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District 518

Column: Prairie working to prevent bullying

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WORTHINGTON -- Bullying is defined as unwanted, aggressive behavior toward others that involves a power imbalance, either real or perceived. A person is being bullied when he or she is exposed, repeatedly and over time, to these negative actions.

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When bullying occurs, we want our students at Prairie Elementary to be empowered to use bully prevention techniques. Children gain confidence when they learn that nonviolent bully prevention techniques work, particularly when they are used in a setting where there is adult encouragement and support. At Prairie Elementary, we promote bullying prevention in several ways:

Our teaching and support staff have been trained in the Responsive Classroom approach to teaching. This overall philosophy encompasses the belief that student achievement happens best within a positive social context. Responsive Classroom techniques set the classroom climate and create guidelines for classroom management. RC is a program that builds community in classrooms by emphasizing the students' hopes and dreams and building a foundation for rules, motivation and discipline. The students learn to care about each other by practicing CARES; Cooperation, Assertion, Responsibility, Empathy and Self-Control. The CARES Model encourages students to begin developing key social skills necessary to be socially and academically successful. Through the community building efforts that begin on the first day of school in every classroom, children feel a sense of belonging that helps to eliminate bullying.

At our fall Rules Review, school expectations were addressed by Prairie's administrative team in grade-level specific terms. Prairie's rule guidelines include BE RESPECTFUL, BE RESPONSIBLE and BE SAFE. Along with school-wide expectations throughout the building, we spoke to students about the importance of being assertive, should bullying take place. We also want our students to know that bullying should not be confused with conflict. Conflict is a fight/disagreement between two or more people; it is not repetitive, patterned behavior. There are three steps we want kids to follow when bullying occurs. 1.) Kids should feel empowered to walk away from their bully; often removing the bully's target will take away the bully's power. 2.) Kids should use their words to let the bully know how they feel. "Please stop!" or "I don't like how it feels when you treat me this way." 3.) Kids should never hesitate to get help from an adult when dealing with situations where they feel uncomfortable or unsafe.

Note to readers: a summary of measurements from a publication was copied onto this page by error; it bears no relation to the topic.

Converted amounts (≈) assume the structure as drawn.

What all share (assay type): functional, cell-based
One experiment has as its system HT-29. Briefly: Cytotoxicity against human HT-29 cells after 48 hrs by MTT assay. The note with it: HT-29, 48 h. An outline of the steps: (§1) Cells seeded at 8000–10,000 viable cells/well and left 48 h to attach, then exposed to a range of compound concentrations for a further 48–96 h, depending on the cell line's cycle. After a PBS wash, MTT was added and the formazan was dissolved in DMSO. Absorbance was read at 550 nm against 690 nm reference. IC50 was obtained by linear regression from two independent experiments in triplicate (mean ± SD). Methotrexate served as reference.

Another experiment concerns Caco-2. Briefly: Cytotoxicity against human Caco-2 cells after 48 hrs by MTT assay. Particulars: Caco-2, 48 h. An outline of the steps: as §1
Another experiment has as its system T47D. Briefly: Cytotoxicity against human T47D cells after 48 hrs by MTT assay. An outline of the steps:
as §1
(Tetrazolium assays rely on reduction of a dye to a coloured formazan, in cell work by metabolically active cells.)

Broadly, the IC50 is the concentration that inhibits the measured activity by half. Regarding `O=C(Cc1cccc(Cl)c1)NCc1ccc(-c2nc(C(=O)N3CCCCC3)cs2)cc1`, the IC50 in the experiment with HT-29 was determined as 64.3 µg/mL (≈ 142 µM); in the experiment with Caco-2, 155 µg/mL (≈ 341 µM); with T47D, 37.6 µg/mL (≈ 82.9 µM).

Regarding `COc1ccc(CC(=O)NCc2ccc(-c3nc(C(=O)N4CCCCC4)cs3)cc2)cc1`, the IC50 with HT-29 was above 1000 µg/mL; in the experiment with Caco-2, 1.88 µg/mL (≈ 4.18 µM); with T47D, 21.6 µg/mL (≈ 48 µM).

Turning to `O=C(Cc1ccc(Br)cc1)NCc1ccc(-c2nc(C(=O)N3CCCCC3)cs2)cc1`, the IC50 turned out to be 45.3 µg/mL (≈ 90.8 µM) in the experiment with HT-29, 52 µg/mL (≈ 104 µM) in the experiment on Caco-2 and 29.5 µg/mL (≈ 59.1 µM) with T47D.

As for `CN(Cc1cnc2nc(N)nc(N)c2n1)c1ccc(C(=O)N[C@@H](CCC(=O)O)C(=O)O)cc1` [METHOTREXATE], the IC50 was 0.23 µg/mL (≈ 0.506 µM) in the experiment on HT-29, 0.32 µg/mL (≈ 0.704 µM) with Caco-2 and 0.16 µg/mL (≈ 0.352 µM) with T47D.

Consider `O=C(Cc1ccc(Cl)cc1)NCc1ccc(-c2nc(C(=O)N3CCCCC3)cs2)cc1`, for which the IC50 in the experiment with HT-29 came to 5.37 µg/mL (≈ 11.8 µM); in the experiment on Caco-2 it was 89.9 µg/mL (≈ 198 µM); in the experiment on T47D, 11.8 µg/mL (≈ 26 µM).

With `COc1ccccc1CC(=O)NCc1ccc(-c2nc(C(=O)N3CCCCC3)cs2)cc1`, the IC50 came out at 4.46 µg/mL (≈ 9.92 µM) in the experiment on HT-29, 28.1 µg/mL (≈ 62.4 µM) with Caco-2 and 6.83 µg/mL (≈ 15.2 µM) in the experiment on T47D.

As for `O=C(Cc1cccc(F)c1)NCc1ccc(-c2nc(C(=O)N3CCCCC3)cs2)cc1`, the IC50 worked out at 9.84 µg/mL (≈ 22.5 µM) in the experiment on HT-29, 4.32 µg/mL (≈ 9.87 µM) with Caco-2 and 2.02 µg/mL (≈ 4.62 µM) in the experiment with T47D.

Our school counselor, Laurie Knudson, has helped lead our anti-bullying mission by creating classroom units to teach students about what they can do about bullies. She has visited many classrooms already this school year to proactively spread the message of "being a bucket filler." Using the book Have You Filled a Bucket Today? by Carol McCloud, students learn that everyone has an invisible bucket that is filled through the kindness of others.

A "Bully Box" will soon be placed in the third-/fourth-grade wing of our building. Students will be encouraged to write up their concerns or specific incidents of bullying and submit them to the box. The box will be checked daily by support staff. Staff will then meet with the student to help problem solve. This "Bully Box" will give our less assertive students another way to find their voice and will provide school staff with the information we need to get involved in the solution.

On Oct. 8, we hosted performances by CLIMB Theatre, an award-winning touring theater group. In bullying situations, there are almost always three types of people: the perpetrator, the target, and the bystanders. CLIMB's focus for their shows is bystander empowerment. Classes of kindergarteners through second grade watched an interactive play called "Bugs" about a boy named Bugsy and his new friend Katie. Bugsy tries to teach Katie how to stand up for herself when a bully named Kachoya starts to create trouble. In the process, Bugsy finds out that by standing by and doing nothing, he was actually helping Kachoya to be mean. Our third- and fourth- graders watched the powerful play "Bystander." Vandy, the new kid in the neighborhood, has been befriended by Wheels, a notorious bully. Gusty, Wheel's main target, has also become friends with Vandy. Vandy is caught in a rough spot and has to make the decision: should he stand up to Wheels and run the risk of being targeted, or should he stay quiet? The plays were well received by students and staff.

October is National Anti-Bullying Awareness month. All month long, our Prairie staff members have worn blue Bully Prevention Awareness bracelets. On Friday, Oct. 5, the entire school was invited to wear the color blue in order to unify our mission against bullying. It was empowering to see a sea of blue throughout the building. Here at Prairie, now and in the months ahead, we will continue to promote programs that teach bully prevention and create important dialogue to give children the confidence to stand up to bullies and stand up for each other.

Heidi Meyer is assistant principal at Prairie Elementary.

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